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Roger Deakins might be the most famous man working in film that you’ve never heard of.
The Coen brothers rarely make a movie without him — when he isn’t working for other directors such as Ron Howard, Paul Haggis, M. Night Shyamalan and Martin Scorsese. He’s garnered seven Oscar nominations for movies like 2008’s “No Country for Old Men” and “The Assassination of Jesse James,” as well as “The Shawshank Redemption,” “Fargo” and “Kundun.” This year might bring several more — and finally, a win — with the hotly tipped “Revolutionary Road,” “Doubt” and “The Reader.”
But the soft-spoken cinematographer demurs on the topic of awards and accolades. “I think you’re just there to service the film,” says the native of Devon, England, by phone from aboard his sailboat in Paignton Harbour. “It’s just trying to get the best look for the film without compromising the performance. Without performance, you’ve got nothing. I’m not in love with pretty cinematography.”
Such service is worthy of recognition, others have decided. This week Deakins was nominated by a jury of his peers, the American Society of Cinematographers, for his work on “Revolutionary Road” and “The Reader” (which he worked on until delays forced him to hand the camera over to Chris Menges).
“Roger is one of the greatest cinematographers in the world,” says “The Reader” director Stephen Daldry. “Who would not want to work with him? He is one of the most gifted collaborators one could possibly hope to have on a set. His advice, guidance and help were invaluable.”
And, in a world where egos are always jostling for hierarchy, Deakins is refreshingly straightforward. “He’s a very modest guy and he’s a man of few words,” says “Doubt” director John Patrick Shanley.
In keeping with his unobtrusive style, Deakins values story over opportunities for flashy camera work. “I really tend to go towards the scripts that are about characters,” he says. That led him to join the emotional drama “Revolutionary Road,” directed by Sam Mendes, with whom he worked previously on 2005’s war flick “Jarhead.” Though much of “Road” was shot on the very constrained location of a suburban Connecticut house where he had to re-create abundant natural light, Deakins didn’t balk.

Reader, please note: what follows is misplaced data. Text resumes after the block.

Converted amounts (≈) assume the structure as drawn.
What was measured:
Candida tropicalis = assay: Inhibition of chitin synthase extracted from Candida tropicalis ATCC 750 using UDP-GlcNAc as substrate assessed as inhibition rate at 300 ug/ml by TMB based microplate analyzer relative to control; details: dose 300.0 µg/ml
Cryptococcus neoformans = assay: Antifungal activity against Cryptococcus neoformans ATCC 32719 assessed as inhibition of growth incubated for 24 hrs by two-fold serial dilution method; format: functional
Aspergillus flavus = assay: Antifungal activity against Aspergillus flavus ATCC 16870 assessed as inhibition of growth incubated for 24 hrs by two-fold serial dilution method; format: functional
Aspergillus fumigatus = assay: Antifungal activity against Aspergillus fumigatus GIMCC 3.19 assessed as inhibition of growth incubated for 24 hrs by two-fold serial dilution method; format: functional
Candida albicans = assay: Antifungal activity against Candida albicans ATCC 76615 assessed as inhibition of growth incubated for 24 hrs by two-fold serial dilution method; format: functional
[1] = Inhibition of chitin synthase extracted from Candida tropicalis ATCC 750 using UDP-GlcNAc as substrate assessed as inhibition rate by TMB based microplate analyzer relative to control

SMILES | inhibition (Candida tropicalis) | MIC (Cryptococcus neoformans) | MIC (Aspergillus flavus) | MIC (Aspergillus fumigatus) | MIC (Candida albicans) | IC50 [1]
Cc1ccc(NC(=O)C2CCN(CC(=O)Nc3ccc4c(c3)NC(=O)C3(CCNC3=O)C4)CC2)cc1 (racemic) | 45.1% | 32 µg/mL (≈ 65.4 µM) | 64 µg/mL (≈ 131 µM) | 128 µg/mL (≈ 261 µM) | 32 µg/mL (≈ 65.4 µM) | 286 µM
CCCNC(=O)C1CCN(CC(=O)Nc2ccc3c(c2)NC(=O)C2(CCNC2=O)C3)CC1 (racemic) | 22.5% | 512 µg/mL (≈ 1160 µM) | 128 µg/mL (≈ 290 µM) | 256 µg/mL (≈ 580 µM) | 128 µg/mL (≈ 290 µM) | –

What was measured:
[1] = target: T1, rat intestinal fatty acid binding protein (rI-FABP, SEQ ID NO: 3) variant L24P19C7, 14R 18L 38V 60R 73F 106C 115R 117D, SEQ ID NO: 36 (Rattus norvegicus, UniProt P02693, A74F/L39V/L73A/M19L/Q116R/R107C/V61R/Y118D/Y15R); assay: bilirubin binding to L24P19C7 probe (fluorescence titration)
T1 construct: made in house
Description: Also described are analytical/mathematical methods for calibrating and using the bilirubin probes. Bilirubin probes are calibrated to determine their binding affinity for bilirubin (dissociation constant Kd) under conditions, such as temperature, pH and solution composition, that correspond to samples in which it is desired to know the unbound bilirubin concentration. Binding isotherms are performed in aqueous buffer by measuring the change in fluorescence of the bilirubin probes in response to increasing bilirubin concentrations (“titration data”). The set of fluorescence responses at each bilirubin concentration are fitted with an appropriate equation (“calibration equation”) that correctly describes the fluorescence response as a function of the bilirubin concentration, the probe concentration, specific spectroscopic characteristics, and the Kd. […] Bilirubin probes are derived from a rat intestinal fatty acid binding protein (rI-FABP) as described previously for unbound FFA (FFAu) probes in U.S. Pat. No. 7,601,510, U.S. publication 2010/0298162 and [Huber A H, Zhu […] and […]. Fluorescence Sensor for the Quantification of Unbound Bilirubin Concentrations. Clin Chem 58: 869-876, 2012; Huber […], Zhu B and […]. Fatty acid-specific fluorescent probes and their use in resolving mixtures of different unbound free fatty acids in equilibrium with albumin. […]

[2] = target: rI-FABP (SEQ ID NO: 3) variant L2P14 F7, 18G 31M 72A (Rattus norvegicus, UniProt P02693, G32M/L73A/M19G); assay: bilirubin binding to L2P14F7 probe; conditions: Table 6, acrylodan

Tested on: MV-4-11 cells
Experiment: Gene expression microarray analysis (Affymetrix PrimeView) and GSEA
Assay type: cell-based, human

“I suppose, in a way, we wanted to make it have a prison feel,” he says of the tight space. “[Because] the lighting is changing so much during the day and yet we are shooting quite long sequences…the challenge is the consistency. In the end, you forget about the daylight and basically all the light viewers see is unnatural.”
Deakins tried hard to achieve what he describes as a “matter-of-fact” look for the movie. “It has a nice period feel without doing anything to make it look period,” he says. “We didn’t say, ‘Oh, this film is set in the Fifties so we’re going to light it in a particular way.’ We just shot it.”
Similarly, for “Doubt,” much of the project was filmed in the Bronx at a real-life convent. “I like locations because I like the sort of arbitrary things that happen when you are shooting,” says Deakins, who typically does four to six weeks of intensive prep before filming begins.
“He’s a very vibrant guy and he needs challenges all day long to deal with. He likes wrestling with them,” points out Shanley. “It makes him light up.”
The son of a construction worker and an actress, the 59-year-old Deakins grew up watching movies at the local film society but scarcely expected to wind up working in Hollywood. After graduating from Britain’s National Film School, he started shooting documentaries before moving on to music videos and to feature films. Then the famously particular Coen brothers came calling for 1991’s “Barton Fink.”
“My agent called up and said, ‘There’s this very odd project,’ and I said, ‘Who’s directing it?’ And he said, ‘The Coen brothers.’ So I said, ‘Hey, hey, yes, yes,’” he recalls. “We just hit it off.”
Since then, he has worked on 10 of the Coens’ films, including their next project, “A Serious Man,” out this year. “I always give them first priority,” he says.
And so, Oscar or no Oscar, Deakins seems genuinely content. “I have to pinch myself when I realize what I do for a living. I’m living the dream,” he says. “It’s not bad, not bad at all.”